Life Insurance Legend Ben Feldman On Tape For Free.

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Guys...

I just came upon this on Youtube. This isn't my channel, or my video. It's four videos that are audio only of an interview Ben Fedman did. I bought the cassettes (remember those?) maybe 35 years ago, but they are long gone.

There is no advertising, and the guy that uploaded this material isn't asking for anything. If fact, this may eventually be taken down...because it's copyrighted material.

Ben Feldman...the last few years of his life...made a million dollars a year just in renewal commissions...from the policies he sold throughout his life. He sold more life insurance personally than the bottom two thirds of all life insurance companies at the time.

He was a small nebbish quiet spoken man that limped and talked with a slight lisp...

But my God! Could he sell. My first real contact with greatness.

Enjoy.
#ben #feldman #free #insurance #legend #life #tape
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  • Cheers Claude, (I remember when you posted your BF audio a few months ago - it reminded me to re - read the books).

    The best thing...

    Forget all about the aggressive foot in the door - "box you into a corner till you buy or die" egotistical sales men or women, desperately trying to be "alpha" (usually with a massive streak of arrogance and absolutely no empathy) with huge $ signs in their eyes....

    You can make 100,000 x (plus) more with far, far less hassle using the Feldman techniques.

    Doesn't matter one iota if you look frail, are a bit shy have a lisp or whatever...

    You can still have incredible success.


    Steve


    P.S. The "tactics" work for any product or service it doesn't have to be life insurance.
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    • Profile picture of the author Claude Whitacre
      Originally Posted by Steve The Copywriter View Post

      Cheers Claude, (I remember when you posted your BF audio a few months ago - it reminded me to re - read the books).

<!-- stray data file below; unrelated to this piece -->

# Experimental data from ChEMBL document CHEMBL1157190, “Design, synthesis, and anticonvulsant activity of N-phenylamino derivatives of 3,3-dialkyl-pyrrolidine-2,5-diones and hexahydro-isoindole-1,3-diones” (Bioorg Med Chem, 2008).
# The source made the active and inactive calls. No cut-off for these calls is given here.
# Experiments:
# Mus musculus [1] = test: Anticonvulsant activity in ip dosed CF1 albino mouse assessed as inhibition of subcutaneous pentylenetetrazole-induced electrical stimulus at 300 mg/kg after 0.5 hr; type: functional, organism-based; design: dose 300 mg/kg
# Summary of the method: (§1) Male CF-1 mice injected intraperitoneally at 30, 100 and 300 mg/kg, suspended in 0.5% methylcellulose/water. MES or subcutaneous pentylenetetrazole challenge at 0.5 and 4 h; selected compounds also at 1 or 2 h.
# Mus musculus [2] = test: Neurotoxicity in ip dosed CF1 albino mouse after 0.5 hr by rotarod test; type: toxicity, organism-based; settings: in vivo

The best thing...

      Forget all about the aggressive foot in the door - "box you into a corner till you buy or die" egotistical sales men or women, desperately trying to be "alpha" (usually with a massive streak of arrogance and absolutely no empathy) with huge $ signs in their eyes....

      You can make 100,000 x (plus) more with far, far less hassle using the Feldman techniques.

      Doesn't matter one iota if you look frail, are a bit shy have a lisp or whatever...

      You can still have incredible success.


      Steve


      P.S. The "tactics" work for any product or service it doesn't have to be life insurance.
      Steve;
      It reminds me of the best furniture salesman I ever met. It was at a Levin's Furniture store in Canton Ohio.

      It was in 2008 when nobody was buying furniture. My wife and I walked in to the store...there were maybe ten salespeople, milling around, talking to each other.

      We asked to see the best salesperson. The woman at the counter said that it was Dan Stevens, and he was with the only other customer in the store. I asked if he was the best salesman there. She said "Honey, he's the best salesman in the world". I had to talk to Dan.

      We went in to buy an end table. Ours needed replaced. i figured we would spend about $300. We walked out after spending about $30,000 on new furniture.

      Dan was about 60 years old, walked with a limp, was soft spoken...and held me spellbound for about 2 hours. After we left the store, I took notes in the car for about 15 minutes. My wife is a saint for putting up with my obsession.

      No hard sell, no "alpha male" nonsense...just excellence in selling. Here's a short video where I talk about it.

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  • I remember ages ago Dan Kennedy saying at one of his seminars...

    (This might be pushing it a bit but...)

    The best most empathetic sales people tend to look like "Columbo" forget about slick - talk to the guy in a crumbled suit and worn out shoes (make sure they are the wise sales pro's who really care about their customers...not downtrodden "couldn't bother lessers").

    Not quite sure what the sales women should look like (lol).

    The point being forget about salespeople who come across as only caring about themselves and not you and only want to sell stuff they want you to buy.

    Talk to the people who only want to sell what you want to buy.